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1. President Obama’s opening lines at the U.N. on Tuesday looked down on people who would think to settle disputes with war. Obama was disingenuously avoiding the fact that earlier this month he sought to drop missiles into a country to “send a message” but was blocked by the U.S. Congress, the U.N., the nations of the world, and popular opposition — after which Obama arrived at diplomacy as a last resort.
2. “It took the awful carnage of two world wars to shift our thinking.” Actually, it took one. The second resulted in a half-step backwards in “our thinking.” The Kellogg-Briand Pact banned all war. The U.N. Charter re-legalized wars purporting to be either defensive or U.N.-authorized.
3. “[P]eople are being lifted out of poverty,” Obama said, crediting actions by himself and others in response to the economic crash of five years ago. But downward global trends in poverty are steady and long pre-date Obama’s entry into politics. And such a trend does not exist in the U.S.
4. “Together, we have also worked to end a decade of war,” Obama said. In reality, Obama pushed Iraq hard to allow that occupation to continue, and was rejected just as Congress rejected his missiles-for-Syria proposal. Obama expanded the war on Afghanistan. Obama expanded, after essentially creating, drone wars. Obama has increased global U.S. troop presence, global U.S. weapons sales, and the size of the world’s largest military. He’s put “special” forces into many countries, waged a war on Libya, and pushed for an attack on Syria. How does all of this “end a decade of war”? And how did his predecessor get a decade in office anyway?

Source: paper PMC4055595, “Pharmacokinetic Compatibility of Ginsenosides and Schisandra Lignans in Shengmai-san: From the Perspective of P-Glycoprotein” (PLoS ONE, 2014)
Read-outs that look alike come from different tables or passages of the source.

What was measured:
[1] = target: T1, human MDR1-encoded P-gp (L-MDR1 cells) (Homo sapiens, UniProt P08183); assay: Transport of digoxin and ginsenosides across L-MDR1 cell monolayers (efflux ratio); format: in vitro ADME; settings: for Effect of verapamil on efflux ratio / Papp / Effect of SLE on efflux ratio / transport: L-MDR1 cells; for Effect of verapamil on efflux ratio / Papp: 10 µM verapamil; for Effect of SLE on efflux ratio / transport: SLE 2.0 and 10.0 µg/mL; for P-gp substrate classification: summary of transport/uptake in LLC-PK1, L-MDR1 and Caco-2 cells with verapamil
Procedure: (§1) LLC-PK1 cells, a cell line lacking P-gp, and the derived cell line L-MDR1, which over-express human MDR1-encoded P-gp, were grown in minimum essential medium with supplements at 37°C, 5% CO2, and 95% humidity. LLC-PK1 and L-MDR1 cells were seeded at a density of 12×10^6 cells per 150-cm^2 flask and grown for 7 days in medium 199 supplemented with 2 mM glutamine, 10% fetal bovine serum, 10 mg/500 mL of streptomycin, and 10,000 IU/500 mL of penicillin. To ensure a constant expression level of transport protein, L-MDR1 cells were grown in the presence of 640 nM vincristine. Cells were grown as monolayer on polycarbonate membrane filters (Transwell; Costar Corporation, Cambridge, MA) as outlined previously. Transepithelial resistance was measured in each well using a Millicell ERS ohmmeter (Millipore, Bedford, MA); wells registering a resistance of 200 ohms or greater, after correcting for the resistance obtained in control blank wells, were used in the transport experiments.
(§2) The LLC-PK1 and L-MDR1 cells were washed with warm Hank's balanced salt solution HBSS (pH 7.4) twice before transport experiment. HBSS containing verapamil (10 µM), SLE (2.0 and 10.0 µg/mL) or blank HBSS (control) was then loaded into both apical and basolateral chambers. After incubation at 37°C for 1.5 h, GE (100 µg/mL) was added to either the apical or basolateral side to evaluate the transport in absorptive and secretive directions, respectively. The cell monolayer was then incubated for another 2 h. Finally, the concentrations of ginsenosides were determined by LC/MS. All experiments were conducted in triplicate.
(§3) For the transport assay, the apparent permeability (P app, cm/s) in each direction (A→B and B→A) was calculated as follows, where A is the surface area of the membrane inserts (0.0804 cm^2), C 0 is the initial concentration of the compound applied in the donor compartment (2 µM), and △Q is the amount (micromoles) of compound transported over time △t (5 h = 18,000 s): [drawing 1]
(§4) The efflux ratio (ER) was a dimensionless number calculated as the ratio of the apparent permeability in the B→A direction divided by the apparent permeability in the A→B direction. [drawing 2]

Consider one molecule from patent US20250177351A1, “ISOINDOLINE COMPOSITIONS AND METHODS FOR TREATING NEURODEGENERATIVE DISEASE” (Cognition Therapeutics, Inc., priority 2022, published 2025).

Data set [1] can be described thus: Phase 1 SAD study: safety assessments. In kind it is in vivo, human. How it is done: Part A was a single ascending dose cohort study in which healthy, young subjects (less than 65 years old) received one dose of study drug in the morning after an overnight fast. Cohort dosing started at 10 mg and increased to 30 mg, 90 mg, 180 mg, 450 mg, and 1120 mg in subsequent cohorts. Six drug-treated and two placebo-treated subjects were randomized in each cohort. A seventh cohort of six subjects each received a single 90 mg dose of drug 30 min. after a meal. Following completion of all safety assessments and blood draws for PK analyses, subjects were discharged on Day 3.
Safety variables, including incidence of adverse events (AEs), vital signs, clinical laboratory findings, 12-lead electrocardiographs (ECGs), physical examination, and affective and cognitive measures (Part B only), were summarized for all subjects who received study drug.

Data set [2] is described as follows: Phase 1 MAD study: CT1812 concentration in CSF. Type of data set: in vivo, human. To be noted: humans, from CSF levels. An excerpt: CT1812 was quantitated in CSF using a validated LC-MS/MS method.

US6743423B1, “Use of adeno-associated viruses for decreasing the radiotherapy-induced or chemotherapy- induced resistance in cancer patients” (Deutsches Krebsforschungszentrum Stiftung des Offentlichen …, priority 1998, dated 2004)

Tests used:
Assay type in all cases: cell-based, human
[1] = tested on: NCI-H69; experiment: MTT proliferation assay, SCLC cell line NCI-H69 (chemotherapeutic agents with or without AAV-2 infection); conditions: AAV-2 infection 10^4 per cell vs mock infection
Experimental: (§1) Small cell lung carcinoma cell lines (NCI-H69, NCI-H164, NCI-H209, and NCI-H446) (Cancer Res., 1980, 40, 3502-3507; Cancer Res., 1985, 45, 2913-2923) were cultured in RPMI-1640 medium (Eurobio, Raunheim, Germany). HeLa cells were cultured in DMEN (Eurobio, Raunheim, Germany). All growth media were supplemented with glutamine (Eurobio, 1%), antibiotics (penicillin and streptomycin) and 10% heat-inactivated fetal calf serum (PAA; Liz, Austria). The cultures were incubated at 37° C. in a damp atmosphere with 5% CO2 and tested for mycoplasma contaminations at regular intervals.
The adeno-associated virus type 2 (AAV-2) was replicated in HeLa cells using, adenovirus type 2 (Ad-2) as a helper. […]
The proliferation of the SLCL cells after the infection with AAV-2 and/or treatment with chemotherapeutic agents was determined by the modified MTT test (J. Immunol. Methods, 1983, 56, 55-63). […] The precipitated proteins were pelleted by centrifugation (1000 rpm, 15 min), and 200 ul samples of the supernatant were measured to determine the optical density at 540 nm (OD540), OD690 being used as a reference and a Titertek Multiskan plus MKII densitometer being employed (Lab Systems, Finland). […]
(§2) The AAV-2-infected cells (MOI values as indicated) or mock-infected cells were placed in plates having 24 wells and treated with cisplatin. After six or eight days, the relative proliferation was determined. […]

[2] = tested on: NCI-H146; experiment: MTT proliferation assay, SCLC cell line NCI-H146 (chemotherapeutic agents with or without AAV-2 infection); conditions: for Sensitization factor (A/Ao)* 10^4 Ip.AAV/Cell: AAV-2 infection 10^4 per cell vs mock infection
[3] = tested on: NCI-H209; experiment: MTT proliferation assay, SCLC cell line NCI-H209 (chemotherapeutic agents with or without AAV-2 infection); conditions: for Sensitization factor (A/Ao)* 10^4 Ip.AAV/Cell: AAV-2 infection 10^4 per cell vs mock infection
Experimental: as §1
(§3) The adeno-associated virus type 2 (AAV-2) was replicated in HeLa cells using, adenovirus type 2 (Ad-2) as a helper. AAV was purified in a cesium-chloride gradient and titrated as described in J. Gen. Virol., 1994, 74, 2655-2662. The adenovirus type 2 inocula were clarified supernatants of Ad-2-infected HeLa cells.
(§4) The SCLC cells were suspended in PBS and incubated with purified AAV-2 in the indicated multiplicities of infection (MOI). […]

5. “Next year, an international coalition will end its war in Afghanistan, having achieved its mission of dismantling the core of al Qaeda that attacked us on 9/11.” In reality, Bruce Riedel, who coordinated a review of Afghanistan policy for President Obama said, “The pressure we’ve put on [jihadist forces] in the past year has also drawn them together, meaning that the network of alliances is growing stronger not weaker.” (New York Times, May 9, 2010.)
6. “We have limited the use of drones.” Bush drone strikes in Pakistan: 51. Obama drone strikes in Pakistan: 323.
7. “… so they target only those who pose a continuing, imminent threat to the United States where capture is not feasible.” On June 7, 2013, Yemeni tribal leader Saleh Bin Fareed told Democracy Now that Anwar al Awlaki could have been turned over and put on trial, but “they never asked us.” In numerous other cases it is evident that drone strike victims could have been arrested if that avenue had ever been attempted. A memorable example was the November 2011 drone killing in Pakistan of 16-year-old Tariq Aziz, days after he’d attended an anti-drone meeting in the capital, where he might easily have been arrested — had he been charged with some crime. This weeks drone victims, like all the others, had never been indicted or their arrest sought.
8. “… and there is a near certainty of no civilian casualties.” There are hundreds of confirmed civilian dead from U.S. drones, something the Obama administration seems inclined to keep as quiet as possible.
9. “And the potential spread of weapons of mass destruction casts a shadow over the pursuit of peace.” In reality, President Obama is not pursuing peace or the control of such weapons or their reduction and elimination in all countries, only particular countries. And the United States remains the top possessor of weapons of mass destruction and the top supplier of weapons to the world.